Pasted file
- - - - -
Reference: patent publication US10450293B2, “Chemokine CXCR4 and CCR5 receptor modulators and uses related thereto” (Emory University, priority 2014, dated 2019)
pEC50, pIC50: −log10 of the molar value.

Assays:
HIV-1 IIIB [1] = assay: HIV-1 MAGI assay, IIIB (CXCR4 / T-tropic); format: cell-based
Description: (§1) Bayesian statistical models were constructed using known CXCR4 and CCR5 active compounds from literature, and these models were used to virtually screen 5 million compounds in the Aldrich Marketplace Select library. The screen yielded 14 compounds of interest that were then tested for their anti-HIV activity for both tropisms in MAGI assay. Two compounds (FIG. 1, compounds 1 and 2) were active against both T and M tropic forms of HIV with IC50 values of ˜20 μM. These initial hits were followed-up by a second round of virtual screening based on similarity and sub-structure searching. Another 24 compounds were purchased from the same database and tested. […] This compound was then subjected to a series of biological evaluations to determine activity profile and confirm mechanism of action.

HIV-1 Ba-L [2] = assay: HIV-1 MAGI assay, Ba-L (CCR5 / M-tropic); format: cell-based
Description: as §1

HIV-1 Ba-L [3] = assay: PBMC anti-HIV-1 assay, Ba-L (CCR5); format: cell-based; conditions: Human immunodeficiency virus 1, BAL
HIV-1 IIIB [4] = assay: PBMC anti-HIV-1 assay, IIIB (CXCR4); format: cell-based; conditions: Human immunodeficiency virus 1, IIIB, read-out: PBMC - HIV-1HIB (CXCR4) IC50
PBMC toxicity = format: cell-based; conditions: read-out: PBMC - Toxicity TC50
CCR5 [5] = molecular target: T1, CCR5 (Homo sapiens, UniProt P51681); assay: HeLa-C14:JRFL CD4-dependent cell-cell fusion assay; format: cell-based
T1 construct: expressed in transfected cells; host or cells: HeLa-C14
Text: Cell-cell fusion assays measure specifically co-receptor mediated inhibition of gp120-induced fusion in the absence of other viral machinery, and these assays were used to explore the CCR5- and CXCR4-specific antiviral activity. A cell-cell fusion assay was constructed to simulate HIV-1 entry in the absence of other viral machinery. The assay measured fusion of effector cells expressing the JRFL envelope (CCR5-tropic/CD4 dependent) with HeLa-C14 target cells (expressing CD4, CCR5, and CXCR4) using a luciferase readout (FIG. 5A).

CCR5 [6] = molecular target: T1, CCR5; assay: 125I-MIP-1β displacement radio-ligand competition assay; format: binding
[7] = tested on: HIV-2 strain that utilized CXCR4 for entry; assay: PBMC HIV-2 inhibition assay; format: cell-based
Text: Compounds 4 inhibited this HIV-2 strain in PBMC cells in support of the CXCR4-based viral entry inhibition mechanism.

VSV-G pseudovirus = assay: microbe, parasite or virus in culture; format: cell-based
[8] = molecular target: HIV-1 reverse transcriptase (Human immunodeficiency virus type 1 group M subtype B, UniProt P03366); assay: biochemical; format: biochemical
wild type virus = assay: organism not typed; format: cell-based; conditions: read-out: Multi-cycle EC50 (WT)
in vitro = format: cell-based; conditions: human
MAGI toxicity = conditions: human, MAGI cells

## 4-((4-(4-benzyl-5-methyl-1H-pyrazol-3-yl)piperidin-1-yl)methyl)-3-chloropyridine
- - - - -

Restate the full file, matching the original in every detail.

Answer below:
Reference: patent publication US10450293B2, “Chemokine CXCR4 and CCR5 receptor modulators and uses related thereto” (Emory University, priority 2014, dated 2019)
pEC50, pIC50: −log10 of the molar value.

Assays:
HIV-1 IIIB [1] = assay: HIV-1 MAGI assay, IIIB (CXCR4 / T-tropic); format: cell-based
Description: (§1) Bayesian statistical models were constructed using known CXCR4 and CCR5 active compounds from literature, and these models were used to virtually screen 5 million compounds in the Aldrich Marketplace Select library. The screen yielded 14 compounds of interest that were then tested for their anti-HIV activity for both tropisms in MAGI assay. Two compounds (FIG. 1, compounds 1 and 2) were active against both T and M tropic forms of HIV with IC50 values of ˜20 μM. These initial hits were followed-up by a second round of virtual screening based on similarity and sub-structure searching. Another 24 compounds were purchased from the same database and tested. […] This compound was then subjected to a series of biological evaluations to determine activity profile and confirm mechanism of action.

HIV-1 Ba-L [2] = assay: HIV-1 MAGI assay, Ba-L (CCR5 / M-tropic); format: cell-based
Description: as §1

HIV-1 Ba-L [3] = assay: PBMC anti-HIV-1 assay, Ba-L (CCR5); format: cell-based; conditions: Human immunodeficiency virus 1, BAL
HIV-1 IIIB [4] = assay: PBMC anti-HIV-1 assay, IIIB (CXCR4); format: cell-based; conditions: Human immunodeficiency virus 1, IIIB, read-out: PBMC - HIV-1HIB (CXCR4) IC50
PBMC toxicity = format: cell-based; conditions: read-out: PBMC - Toxicity TC50
CCR5 [5] = molecular target: T1, CCR5 (Homo sapiens, UniProt P51681); assay: HeLa-C14:JRFL CD4-dependent cell-cell fusion assay; format: cell-based
T1 construct: expressed in transfected cells; host or cells: HeLa-C14
Text: Cell-cell fusion assays measure specifically co-receptor mediated inhibition of gp120-induced fusion in the absence of other viral machinery, and these assays were used to explore the CCR5- and CXCR4-specific antiviral activity. A cell-cell fusion assay was constructed to simulate HIV-1 entry in the absence of other viral machinery. The assay measured fusion of effector cells expressing the JRFL envelope (CCR5-tropic/CD4 dependent) with HeLa-C14 target cells (expressing CD4, CCR5, and CXCR4) using a luciferase readout (FIG. 5A).

CCR5 [6] = molecular target: T1, CCR5; assay: 125I-MIP-1β displacement radio-ligand competition assay; format: binding
[7] = tested on: HIV-2 strain that utilized CXCR4 for entry; assay: PBMC HIV-2 inhibition assay; format: cell-based
Text: Compounds 4 inhibited this HIV-2 strain in PBMC cells in support of the CXCR4-based viral entry inhibition mechanism.

VSV-G pseudovirus = assay: microbe, parasite or virus in culture; format: cell-based
[8] = molecular target: HIV-1 reverse transcriptase (Human immunodeficiency virus type 1 group M subtype B, UniProt P03366); assay: biochemical; format: biochemical
wild type virus = assay: organism not typed; format: cell-based; conditions: read-out: Multi-cycle EC50 (WT)
in vitro = format: cell-based; conditions: human
MAGI toxicity = conditions: human, MAGI cells

## 4-((4-(4-benzyl-5-methyl-1H-pyrazol-3-yl)piperidin-1-yl)methyl)-3-chloropyridine